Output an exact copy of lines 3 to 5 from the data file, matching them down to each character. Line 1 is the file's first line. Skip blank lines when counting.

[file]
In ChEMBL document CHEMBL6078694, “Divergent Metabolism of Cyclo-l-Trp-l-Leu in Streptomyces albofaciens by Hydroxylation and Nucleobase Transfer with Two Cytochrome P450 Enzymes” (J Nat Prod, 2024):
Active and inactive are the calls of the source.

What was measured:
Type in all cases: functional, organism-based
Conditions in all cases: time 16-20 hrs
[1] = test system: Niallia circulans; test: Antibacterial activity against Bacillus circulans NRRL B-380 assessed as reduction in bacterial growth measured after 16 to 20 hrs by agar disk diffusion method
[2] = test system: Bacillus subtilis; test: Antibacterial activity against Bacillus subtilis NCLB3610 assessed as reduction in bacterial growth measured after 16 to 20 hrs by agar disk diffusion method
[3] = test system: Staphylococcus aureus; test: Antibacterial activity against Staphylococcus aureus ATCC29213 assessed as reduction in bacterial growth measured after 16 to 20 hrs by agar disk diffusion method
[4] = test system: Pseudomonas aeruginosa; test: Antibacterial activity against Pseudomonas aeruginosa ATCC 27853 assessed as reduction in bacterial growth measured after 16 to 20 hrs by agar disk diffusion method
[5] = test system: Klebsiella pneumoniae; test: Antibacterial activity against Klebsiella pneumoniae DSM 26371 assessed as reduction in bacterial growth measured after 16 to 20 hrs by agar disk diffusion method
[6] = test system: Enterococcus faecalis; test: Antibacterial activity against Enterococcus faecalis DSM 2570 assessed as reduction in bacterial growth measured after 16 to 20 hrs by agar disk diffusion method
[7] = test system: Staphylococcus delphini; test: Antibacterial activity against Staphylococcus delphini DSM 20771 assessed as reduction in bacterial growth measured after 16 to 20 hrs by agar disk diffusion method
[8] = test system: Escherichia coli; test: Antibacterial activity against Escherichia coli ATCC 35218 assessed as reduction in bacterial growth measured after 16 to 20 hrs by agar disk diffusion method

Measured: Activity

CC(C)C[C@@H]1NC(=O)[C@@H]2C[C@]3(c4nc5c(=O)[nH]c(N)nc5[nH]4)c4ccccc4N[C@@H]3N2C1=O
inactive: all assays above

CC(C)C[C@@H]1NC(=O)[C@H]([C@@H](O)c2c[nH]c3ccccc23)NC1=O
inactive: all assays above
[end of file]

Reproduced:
What was measured:
Type in all cases: functional, organism-based
Conditions in all cases: time 16-20 hrs